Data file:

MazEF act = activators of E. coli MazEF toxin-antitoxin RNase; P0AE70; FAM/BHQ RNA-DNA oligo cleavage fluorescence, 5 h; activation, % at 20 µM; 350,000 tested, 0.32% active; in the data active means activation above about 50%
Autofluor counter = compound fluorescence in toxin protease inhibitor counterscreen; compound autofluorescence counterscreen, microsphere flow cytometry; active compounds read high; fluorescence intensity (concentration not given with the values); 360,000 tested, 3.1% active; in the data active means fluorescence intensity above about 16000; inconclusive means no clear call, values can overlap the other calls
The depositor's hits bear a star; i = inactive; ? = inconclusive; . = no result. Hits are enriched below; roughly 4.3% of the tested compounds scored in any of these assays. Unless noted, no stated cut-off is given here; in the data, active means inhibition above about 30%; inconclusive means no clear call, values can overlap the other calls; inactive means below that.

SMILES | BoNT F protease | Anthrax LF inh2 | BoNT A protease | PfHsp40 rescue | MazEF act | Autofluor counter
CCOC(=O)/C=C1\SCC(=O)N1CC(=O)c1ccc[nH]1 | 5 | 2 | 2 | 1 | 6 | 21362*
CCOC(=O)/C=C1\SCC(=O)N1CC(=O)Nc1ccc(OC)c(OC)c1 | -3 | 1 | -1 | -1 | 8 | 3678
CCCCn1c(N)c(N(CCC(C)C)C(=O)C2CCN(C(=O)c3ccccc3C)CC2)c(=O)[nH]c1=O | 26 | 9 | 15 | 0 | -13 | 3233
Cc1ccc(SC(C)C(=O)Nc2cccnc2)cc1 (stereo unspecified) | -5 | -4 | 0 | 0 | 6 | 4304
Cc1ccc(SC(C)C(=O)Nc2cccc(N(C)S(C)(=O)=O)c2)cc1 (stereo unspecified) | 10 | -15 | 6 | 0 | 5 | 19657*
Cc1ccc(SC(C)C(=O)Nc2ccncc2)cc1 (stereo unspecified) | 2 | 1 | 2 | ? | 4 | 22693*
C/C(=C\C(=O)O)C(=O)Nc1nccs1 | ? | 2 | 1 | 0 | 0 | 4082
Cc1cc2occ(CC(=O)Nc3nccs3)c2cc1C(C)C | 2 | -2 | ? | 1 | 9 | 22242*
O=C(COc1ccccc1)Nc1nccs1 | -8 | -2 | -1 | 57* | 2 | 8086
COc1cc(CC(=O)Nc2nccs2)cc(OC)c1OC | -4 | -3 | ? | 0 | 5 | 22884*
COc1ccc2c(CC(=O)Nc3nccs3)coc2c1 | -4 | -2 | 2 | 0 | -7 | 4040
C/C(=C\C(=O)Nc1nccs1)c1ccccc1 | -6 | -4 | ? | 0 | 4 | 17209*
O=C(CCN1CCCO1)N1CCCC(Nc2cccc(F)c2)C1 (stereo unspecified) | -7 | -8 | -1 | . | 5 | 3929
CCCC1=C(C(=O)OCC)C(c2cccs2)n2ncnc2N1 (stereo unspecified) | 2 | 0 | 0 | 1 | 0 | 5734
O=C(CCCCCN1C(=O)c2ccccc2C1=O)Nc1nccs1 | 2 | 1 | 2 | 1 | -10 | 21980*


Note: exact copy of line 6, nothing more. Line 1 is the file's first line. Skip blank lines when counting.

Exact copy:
CCOC(=O)/C=C1\SCC(=O)N1CC(=O)Nc1ccc(OC)c(OC)c1 | -3 | 1 | -1 | -1 | 8 | 3678